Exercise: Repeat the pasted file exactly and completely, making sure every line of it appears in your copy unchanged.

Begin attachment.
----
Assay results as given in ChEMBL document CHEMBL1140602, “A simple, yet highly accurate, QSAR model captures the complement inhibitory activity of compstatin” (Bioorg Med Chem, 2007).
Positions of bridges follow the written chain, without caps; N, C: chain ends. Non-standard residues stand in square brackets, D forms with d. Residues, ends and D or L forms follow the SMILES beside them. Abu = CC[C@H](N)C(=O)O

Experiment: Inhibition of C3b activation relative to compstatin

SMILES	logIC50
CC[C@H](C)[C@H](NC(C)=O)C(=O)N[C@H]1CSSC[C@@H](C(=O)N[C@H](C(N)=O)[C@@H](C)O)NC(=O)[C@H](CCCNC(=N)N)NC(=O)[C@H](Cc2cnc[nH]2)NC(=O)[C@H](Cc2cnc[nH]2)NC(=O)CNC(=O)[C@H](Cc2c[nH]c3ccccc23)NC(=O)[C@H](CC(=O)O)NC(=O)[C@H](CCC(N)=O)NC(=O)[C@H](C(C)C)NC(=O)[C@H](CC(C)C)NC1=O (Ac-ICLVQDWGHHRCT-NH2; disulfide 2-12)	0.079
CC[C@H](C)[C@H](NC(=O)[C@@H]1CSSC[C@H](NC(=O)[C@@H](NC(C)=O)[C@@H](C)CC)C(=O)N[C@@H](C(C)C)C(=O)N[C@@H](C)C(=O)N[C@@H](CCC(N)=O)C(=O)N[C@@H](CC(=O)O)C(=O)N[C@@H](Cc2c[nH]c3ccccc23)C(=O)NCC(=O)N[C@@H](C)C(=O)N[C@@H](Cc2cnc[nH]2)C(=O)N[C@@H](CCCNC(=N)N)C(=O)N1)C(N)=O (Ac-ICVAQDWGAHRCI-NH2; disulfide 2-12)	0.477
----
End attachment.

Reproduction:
Assay results as given in ChEMBL document CHEMBL1140602, “A simple, yet highly accurate, QSAR model captures the complement inhibitory activity of compstatin” (Bioorg Med Chem, 2007).
Positions of bridges follow the written chain, without caps; N, C: chain ends. Non-standard residues stand in square brackets, D forms with d. Residues, ends and D or L forms follow the SMILES beside them. Abu = CC[C@H](N)C(=O)O

Experiment: Inhibition of C3b activation relative to compstatin

SMILES	logIC50
CC[C@H](C)[C@H](NC(C)=O)C(=O)N[C@H]1CSSC[C@@H](C(=O)N[C@H](C(N)=O)[C@@H](C)O)NC(=O)[C@H](CCCNC(=N)N)NC(=O)[C@H](Cc2cnc[nH]2)NC(=O)[C@H](Cc2cnc[nH]2)NC(=O)CNC(=O)[C@H](Cc2c[nH]c3ccccc23)NC(=O)[C@H](CC(=O)O)NC(=O)[C@H](CCC(N)=O)NC(=O)[C@H](C(C)C)NC(=O)[C@H](CC(C)C)NC1=O (Ac-ICLVQDWGHHRCT-NH2; disulfide 2-12)	0.079
CC[C@H](C)[C@H](NC(=O)[C@@H]1CSSC[C@H](NC(=O)[C@@H](NC(C)=O)[C@@H](C)CC)C(=O)N[C@@H](C(C)C)C(=O)N[C@@H](C)C(=O)N[C@@H](CCC(N)=O)C(=O)N[C@@H](CC(=O)O)C(=O)N[C@@H](Cc2c[nH]c3ccccc23)C(=O)NCC(=O)N[C@@H](C)C(=O)N[C@@H](Cc2cnc[nH]2)C(=O)N[C@@H](CCCNC(=N)N)C(=O)N1)C(N)=O (Ac-ICVAQDWGAHRCI-NH2; disulfide 2-12)	0.477